Your question is actually more complicated than it seems since it demands two interpretations of the term, 'hero.' In literature, the word normally refers to the lead character. Because the play is titled, 'The Merchant of Venice,' Antonio becomes the most obvious reference since he is the only merchant we read about from beginning to end. In this sense, he is, therefore, the protagonist.
Further support for him being deemed the true protagonist lies in the fact that all the major events revolve around his actions. The main theme of the play explores the antagonism between him and his opposition, Shylock, and delves into the origin and nature of their dispute, its development, and final resolution. The actions of most of the other characters are determined by events which he influences and by situations which have an impact on him. In essence, he is the core around whom almost everything revolves.
It is Antonio's decision to assist Bassanio by agreeing to act as surety that affects the major events in the play: Shylock's demand for restitution in the form of a pound of his flesh; Portia's decision to disguise herself as a lawyer; the trial scene. The major themes all have their origins in these particular situations. Although Portia's role is important, her actions later in the play are all affected by Antonio's dilemma.
In addition, your reference to 'true' suggests 'real' in the sense of, 'Who is the real hero in the play?' I suggest that this requires an alternative interpretation of the word. In this definition, a hero is someone who undertakes an arduous task and is admired for acting bravely in the face of adversity. A more common interpretation is a reference to someone who saves another from jeopardy. In this interpretation, Portia is a hero, for she saves Antonio from Shylock's vengeance. She becomes his savior and her deed is much admired and appreciated by her contemporaries.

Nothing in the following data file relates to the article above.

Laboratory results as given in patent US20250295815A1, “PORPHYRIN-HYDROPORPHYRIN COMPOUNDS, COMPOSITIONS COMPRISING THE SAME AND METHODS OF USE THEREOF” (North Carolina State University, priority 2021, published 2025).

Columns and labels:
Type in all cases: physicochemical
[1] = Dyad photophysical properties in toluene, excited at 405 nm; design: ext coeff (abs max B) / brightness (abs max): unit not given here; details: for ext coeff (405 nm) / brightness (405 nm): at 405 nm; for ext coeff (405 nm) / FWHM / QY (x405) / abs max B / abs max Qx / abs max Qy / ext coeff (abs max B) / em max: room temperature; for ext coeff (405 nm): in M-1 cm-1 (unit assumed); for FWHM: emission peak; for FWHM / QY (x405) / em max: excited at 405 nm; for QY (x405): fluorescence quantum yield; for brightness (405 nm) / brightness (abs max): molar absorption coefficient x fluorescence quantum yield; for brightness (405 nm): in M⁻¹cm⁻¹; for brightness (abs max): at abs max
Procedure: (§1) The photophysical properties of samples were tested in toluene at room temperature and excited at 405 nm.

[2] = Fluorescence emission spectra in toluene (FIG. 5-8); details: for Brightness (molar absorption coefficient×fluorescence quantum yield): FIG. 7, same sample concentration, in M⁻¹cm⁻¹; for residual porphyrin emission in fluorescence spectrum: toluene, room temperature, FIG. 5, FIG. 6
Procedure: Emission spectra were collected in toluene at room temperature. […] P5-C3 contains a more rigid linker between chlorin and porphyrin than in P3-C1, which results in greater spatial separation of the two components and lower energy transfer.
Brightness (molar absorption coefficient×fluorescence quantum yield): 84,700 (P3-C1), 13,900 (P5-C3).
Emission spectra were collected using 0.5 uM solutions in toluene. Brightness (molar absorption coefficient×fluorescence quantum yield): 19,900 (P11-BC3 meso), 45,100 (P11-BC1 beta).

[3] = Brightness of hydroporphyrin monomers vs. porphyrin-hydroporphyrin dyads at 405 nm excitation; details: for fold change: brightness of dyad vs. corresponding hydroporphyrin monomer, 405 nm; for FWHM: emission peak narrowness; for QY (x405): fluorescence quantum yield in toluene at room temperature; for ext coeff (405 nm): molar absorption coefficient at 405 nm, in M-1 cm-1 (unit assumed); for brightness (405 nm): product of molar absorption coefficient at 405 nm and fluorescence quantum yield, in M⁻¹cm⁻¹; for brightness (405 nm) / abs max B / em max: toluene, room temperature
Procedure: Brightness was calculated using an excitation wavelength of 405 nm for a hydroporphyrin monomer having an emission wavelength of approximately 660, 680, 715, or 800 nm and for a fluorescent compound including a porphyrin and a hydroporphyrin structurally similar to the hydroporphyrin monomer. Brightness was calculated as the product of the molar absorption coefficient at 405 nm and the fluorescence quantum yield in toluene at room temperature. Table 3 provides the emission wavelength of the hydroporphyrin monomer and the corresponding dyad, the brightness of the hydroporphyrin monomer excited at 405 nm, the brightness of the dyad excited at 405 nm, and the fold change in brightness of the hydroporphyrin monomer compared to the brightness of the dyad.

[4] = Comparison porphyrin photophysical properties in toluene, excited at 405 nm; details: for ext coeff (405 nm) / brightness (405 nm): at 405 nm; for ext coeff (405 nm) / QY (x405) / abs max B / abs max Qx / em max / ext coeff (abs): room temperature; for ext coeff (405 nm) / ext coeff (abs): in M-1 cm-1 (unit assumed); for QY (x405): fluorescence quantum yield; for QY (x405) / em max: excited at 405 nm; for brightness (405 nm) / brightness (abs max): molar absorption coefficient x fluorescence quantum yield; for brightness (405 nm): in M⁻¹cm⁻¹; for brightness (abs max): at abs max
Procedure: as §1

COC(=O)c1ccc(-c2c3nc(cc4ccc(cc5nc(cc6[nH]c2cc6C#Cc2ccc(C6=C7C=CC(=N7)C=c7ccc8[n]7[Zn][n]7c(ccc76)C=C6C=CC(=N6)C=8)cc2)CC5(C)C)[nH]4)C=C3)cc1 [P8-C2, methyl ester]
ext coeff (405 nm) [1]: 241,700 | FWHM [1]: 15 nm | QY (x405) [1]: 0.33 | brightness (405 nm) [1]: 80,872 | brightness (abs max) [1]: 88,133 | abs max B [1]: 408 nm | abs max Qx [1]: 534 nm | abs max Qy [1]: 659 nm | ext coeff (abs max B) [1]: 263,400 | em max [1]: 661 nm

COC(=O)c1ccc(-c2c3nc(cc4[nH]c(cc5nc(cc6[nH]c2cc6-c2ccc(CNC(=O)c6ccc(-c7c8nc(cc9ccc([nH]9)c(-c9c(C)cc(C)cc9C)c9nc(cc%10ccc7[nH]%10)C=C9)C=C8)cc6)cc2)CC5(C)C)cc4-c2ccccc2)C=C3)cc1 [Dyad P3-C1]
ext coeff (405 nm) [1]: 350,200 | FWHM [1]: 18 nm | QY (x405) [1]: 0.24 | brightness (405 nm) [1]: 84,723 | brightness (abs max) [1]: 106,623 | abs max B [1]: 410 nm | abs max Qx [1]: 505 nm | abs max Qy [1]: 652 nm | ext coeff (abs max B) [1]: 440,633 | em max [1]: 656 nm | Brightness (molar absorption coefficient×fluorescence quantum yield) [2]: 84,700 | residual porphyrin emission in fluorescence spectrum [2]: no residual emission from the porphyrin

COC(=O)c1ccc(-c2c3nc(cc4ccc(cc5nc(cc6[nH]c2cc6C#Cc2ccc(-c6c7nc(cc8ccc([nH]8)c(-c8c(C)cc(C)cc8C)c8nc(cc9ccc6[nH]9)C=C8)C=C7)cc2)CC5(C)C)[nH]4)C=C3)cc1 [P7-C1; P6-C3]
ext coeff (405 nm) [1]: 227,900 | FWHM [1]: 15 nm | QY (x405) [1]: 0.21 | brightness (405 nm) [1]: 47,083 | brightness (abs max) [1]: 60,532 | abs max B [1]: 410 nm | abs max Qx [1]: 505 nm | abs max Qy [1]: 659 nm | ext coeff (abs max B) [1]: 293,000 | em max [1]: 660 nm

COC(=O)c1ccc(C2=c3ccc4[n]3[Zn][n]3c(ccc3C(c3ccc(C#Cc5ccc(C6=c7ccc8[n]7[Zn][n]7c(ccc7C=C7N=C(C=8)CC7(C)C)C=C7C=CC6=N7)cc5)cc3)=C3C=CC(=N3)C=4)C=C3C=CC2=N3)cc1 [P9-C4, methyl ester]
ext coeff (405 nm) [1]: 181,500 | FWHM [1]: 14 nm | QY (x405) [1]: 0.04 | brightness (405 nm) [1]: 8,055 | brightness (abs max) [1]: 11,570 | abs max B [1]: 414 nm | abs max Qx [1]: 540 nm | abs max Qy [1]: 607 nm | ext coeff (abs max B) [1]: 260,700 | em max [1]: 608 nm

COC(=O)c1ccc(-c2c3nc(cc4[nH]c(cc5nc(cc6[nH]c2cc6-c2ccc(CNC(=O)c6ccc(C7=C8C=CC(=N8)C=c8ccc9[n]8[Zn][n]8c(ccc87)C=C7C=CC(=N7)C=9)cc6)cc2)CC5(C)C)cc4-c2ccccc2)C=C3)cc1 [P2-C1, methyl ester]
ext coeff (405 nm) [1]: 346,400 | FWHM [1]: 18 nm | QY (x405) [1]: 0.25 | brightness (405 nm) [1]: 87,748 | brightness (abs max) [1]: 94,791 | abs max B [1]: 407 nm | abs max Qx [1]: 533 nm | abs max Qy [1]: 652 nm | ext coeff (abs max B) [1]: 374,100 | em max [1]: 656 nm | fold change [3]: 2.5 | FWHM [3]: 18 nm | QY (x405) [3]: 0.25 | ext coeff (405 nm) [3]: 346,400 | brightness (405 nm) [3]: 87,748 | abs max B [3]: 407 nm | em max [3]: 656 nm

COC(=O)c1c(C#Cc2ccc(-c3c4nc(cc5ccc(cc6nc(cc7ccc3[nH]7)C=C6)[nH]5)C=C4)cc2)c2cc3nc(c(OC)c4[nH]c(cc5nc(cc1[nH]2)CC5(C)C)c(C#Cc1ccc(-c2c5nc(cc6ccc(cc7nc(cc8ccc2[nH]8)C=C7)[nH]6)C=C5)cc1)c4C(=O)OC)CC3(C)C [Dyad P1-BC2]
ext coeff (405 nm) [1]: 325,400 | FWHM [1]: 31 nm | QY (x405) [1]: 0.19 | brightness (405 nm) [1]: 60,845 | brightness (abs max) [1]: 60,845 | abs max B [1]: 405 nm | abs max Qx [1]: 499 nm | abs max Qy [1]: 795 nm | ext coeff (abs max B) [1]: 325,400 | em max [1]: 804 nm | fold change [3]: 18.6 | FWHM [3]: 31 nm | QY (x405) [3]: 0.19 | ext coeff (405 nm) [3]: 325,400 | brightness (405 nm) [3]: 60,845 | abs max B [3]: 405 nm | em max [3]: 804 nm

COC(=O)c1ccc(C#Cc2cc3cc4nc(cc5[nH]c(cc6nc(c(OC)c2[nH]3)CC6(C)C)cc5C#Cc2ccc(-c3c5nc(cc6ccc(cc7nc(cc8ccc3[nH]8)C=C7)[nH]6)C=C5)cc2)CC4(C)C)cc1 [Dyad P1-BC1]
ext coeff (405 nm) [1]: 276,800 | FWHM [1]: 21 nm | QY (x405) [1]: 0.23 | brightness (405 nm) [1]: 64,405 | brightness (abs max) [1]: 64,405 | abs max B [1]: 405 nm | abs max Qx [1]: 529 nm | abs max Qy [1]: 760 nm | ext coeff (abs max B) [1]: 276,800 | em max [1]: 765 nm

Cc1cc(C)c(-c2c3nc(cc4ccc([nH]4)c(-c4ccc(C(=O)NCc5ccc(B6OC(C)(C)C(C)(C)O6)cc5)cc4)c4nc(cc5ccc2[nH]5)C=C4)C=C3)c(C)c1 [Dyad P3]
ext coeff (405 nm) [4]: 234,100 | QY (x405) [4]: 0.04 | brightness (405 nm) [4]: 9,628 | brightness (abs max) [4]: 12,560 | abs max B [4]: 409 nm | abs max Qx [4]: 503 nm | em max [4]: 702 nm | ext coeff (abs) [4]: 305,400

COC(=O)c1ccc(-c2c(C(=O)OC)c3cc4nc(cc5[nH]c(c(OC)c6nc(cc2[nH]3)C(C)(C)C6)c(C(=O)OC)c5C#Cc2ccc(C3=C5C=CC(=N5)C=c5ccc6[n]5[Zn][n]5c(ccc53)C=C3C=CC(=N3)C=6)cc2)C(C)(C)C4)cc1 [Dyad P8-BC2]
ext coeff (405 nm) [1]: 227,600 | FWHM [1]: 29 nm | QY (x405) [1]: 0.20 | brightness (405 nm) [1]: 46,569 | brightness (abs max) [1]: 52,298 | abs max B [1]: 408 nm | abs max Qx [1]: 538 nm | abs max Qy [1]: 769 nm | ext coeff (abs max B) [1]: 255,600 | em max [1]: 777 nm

Antonio, for all his magnanimity, does not accurately fit this definition. The fact that he extended assistance to Bassanio, against his advice, does not entirely qualify him. His attitude in accepting the harsh and punitive conditions of Shylock's bond was born from his naive overconfidence. He had no doubt that his merchant ships would dock safely and not come to harm.
On the whole, you'll to weigh up the two definitions and determine which best suits the purpose of your task.